Stop me if you’ve heard this one: “Programmers only use Linux. PCs and Macs are for noobs!”
Linux is a tool. Windows is a tool. MacOS is also a tool. Each is an operating system (OS) that you need in order to make a computer useful, and each has its advantages and disadvantages. The problem is that, just like many other tools, these popular OSs have tribes. If Windows is DC Comics and macOS is Marvel, then Linux is Dark Horse.
Uh, What Is Linux, Anyway?
Let’s start at the beginning. (It’s one of my favorite places to start.) If you’re asking whether you should learn Linux, you could probably use a quick introduction to what Linux is. While Windows and macOS are individual operating systems that Microsoft and Apple sell and support, what Linux is (and isn’t) is a little more complicated.
Way back in 1991, a programmer named Linus Torvalds released a new kernel that he named Linux. A kernel is, roughly speaking, a computer program that sits at the middle of an operating system and controls interactions between hardware and the software. He based it on Unix and another Unix-like operating system called Minix. As you can see, monikers that rhyme with Unix were already a thing, so Torvald’s kernel pretty much named itself.
The kernel quickly gained popularity, and more programmers contributed to his project. Soon a new operating system, also called Linux, grew around the kernel.
But open source gotta open source, and there isn’t—and there never will be—only one version of Linux. Linux is a family of operating systems, usually referred to as distributions or distros. A distribution includes the Linux kernel and the rest of the software needed to make a computer usable. The website DistroWatch lists 100 distributions, but it only stops there because 100 is a nice round number.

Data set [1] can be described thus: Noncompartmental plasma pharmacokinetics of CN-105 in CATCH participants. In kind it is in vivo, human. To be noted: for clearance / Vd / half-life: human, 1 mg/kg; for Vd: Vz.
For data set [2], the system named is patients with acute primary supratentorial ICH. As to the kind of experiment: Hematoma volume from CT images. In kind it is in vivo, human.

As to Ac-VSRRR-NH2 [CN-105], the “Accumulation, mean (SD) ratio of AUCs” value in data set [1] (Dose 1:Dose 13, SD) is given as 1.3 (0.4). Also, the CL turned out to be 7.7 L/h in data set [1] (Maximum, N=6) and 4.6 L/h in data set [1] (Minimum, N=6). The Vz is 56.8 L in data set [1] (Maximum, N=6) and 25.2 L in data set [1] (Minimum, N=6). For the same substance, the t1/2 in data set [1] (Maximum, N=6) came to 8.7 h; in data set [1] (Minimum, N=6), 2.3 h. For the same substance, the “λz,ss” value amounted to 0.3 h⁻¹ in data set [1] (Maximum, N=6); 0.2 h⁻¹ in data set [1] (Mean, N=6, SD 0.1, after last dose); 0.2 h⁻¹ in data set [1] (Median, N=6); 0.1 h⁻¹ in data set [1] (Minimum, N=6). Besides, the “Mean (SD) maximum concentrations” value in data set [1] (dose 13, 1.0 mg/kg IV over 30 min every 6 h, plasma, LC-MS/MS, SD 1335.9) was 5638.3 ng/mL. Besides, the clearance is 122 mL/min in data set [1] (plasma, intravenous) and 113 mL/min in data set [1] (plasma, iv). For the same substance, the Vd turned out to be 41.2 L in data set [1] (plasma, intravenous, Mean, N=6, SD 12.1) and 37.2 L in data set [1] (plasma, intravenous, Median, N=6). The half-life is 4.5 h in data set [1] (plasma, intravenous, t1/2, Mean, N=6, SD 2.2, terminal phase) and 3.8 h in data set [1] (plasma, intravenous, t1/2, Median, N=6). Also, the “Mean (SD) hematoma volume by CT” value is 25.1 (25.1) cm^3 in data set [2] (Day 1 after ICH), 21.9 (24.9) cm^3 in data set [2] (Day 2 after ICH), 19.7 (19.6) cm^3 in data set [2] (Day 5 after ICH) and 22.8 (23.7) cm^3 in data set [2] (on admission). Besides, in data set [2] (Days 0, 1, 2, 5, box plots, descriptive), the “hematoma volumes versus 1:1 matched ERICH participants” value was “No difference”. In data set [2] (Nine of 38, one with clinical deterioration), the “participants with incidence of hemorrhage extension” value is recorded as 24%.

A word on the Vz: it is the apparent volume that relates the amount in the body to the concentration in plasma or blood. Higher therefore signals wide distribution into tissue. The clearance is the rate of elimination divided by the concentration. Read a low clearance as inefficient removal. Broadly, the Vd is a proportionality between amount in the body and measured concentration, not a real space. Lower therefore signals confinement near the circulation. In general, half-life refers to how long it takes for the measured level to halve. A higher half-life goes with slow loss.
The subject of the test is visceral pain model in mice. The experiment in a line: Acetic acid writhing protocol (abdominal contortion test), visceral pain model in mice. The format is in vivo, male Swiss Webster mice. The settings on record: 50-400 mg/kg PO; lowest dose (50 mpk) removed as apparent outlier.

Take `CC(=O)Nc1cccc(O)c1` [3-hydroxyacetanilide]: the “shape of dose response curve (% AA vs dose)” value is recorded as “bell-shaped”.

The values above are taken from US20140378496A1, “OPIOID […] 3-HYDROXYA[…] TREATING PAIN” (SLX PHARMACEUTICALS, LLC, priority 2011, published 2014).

Some of the most popular distributions are Debian, Red Hat, Ubuntu, and Fedora. Ubuntu is actually based on Debian, and Fedora is based on Red Hat. And, of course, there’s CentOS, which is also based on Red Hat, and Mint, which is based on Ubuntu. … As you can see, it’s complicated. The battle over which distro is the best generates as much heat as and less light than the battles over OSs or comic books.
So, let’s get back to the original question. When you ask “Should programmers learn Linux?” one of the possible answers is “Which one?”
But that’s not really a helpful answer, is it?
So, Should I Learn Linux?
Well, it depends. What are your goals?
That’s a question you should always keep in mind you come across a tool or a recommendation to start using one. What do you need to learn, and will spending time on this help you get there?
Linux is the most widely used OS for servers. Almost all of the websites you visit each day are running Linux, as are the servers that sit behind them for running “back-end” applications like databases. For example, banks make heavy use of Linux for managing financial transactions. Most database servers run Linux, too.
Linux is very popular on embedded platforms. Raspbian is a popular distribution for Raspberry Pi. Google’s Android OS is a Linux derivative, and many network routers and switches use it also.
So, if your goal is to write server software, internet of things (IoT) code, or software for embedded systems, getting comfortable with Linux will go a long way toward making your life easier.